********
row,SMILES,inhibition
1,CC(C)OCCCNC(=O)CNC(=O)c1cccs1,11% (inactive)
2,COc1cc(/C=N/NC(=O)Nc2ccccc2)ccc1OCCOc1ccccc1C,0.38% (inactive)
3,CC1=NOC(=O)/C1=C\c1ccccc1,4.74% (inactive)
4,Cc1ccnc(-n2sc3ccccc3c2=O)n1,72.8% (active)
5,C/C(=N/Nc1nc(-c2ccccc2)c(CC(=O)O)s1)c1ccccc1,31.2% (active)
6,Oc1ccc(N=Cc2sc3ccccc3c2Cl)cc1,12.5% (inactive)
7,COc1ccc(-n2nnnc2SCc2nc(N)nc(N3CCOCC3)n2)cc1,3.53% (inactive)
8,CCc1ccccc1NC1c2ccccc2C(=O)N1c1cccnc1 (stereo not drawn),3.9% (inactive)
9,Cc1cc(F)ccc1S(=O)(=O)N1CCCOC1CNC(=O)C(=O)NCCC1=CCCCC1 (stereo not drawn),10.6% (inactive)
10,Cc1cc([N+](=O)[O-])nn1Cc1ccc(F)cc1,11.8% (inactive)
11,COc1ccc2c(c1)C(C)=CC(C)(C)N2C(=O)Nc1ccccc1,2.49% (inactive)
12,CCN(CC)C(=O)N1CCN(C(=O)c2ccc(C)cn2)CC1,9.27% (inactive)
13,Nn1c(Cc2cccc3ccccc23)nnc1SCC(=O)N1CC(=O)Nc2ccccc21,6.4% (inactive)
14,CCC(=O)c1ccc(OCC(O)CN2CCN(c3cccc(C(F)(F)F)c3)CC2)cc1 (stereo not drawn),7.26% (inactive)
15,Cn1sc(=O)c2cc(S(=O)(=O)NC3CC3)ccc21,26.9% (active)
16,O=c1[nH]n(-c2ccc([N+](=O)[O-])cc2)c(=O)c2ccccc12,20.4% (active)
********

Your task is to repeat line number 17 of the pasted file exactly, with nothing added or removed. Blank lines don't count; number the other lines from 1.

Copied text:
16,O=c1[nH]n(-c2ccc([N+](=O)[O-])cc2)c(=O)c2ccccc12,20.4% (active)